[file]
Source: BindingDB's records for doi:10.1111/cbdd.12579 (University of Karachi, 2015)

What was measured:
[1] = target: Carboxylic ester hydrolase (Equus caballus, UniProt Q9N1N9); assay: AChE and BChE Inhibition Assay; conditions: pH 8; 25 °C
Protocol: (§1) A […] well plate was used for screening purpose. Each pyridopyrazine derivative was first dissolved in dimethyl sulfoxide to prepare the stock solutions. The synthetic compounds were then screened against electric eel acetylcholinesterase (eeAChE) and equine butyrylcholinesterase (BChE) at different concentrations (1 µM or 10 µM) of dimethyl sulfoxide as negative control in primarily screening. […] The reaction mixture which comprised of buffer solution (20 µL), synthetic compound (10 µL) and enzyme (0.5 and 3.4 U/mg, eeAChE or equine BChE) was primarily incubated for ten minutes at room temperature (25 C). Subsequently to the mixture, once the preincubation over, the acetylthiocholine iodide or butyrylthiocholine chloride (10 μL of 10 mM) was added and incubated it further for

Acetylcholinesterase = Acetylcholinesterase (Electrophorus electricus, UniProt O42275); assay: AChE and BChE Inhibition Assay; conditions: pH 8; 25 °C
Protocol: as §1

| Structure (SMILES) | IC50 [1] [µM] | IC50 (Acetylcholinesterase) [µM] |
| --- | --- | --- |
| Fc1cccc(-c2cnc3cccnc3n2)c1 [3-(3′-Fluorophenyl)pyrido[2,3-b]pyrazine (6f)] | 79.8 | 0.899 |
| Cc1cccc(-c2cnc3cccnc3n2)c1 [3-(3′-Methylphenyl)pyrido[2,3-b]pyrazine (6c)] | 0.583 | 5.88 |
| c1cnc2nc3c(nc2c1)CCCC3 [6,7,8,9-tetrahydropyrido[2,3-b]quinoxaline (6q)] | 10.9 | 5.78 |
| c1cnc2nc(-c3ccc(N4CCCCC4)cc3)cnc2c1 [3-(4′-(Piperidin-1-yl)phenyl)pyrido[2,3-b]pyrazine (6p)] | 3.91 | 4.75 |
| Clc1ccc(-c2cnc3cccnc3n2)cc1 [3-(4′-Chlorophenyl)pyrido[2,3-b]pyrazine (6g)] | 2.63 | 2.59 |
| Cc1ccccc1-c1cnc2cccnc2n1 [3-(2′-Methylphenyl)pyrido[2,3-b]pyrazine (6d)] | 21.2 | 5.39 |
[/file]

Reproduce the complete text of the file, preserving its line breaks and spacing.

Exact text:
Source: BindingDB's records for doi:10.1111/cbdd.12579 (University of Karachi, 2015)

What was measured:
[1] = target: Carboxylic ester hydrolase (Equus caballus, UniProt Q9N1N9); assay: AChE and BChE Inhibition Assay; conditions: pH 8; 25 °C
Protocol: (§1) A […] well plate was used for screening purpose. Each pyridopyrazine derivative was first dissolved in dimethyl sulfoxide to prepare the stock solutions. The synthetic compounds were then screened against electric eel acetylcholinesterase (eeAChE) and equine butyrylcholinesterase (BChE) at different concentrations (1 µM or 10 µM) of dimethyl sulfoxide as negative control in primarily screening. […] The reaction mixture which comprised of buffer solution (20 µL), synthetic compound (10 µL) and enzyme (0.5 and 3.4 U/mg, eeAChE or equine BChE) was primarily incubated for ten minutes at room temperature (25 C). Subsequently to the mixture, once the preincubation over, the acetylthiocholine iodide or butyrylthiocholine chloride (10 μL of 10 mM) was added and incubated it further for

Acetylcholinesterase = Acetylcholinesterase (Electrophorus electricus, UniProt O42275); assay: AChE and BChE Inhibition Assay; conditions: pH 8; 25 °C
Protocol: as §1

| Structure (SMILES) | IC50 [1] [µM] | IC50 (Acetylcholinesterase) [µM] |
| --- | --- | --- |
| Fc1cccc(-c2cnc3cccnc3n2)c1 [3-(3′-Fluorophenyl)pyrido[2,3-b]pyrazine (6f)] | 79.8 | 0.899 |
| Cc1cccc(-c2cnc3cccnc3n2)c1 [3-(3′-Methylphenyl)pyrido[2,3-b]pyrazine (6c)] | 0.583 | 5.88 |
| c1cnc2nc3c(nc2c1)CCCC3 [6,7,8,9-tetrahydropyrido[2,3-b]quinoxaline (6q)] | 10.9 | 5.78 |
| c1cnc2nc(-c3ccc(N4CCCCC4)cc3)cnc2c1 [3-(4′-(Piperidin-1-yl)phenyl)pyrido[2,3-b]pyrazine (6p)] | 3.91 | 4.75 |
| Clc1ccc(-c2cnc3cccnc3n2)cc1 [3-(4′-Chlorophenyl)pyrido[2,3-b]pyrazine (6g)] | 2.63 | 2.59 |
| Cc1ccccc1-c1cnc2cccnc2n1 [3-(2′-Methylphenyl)pyrido[2,3-b]pyrazine (6d)] | 21.2 | 5.39 |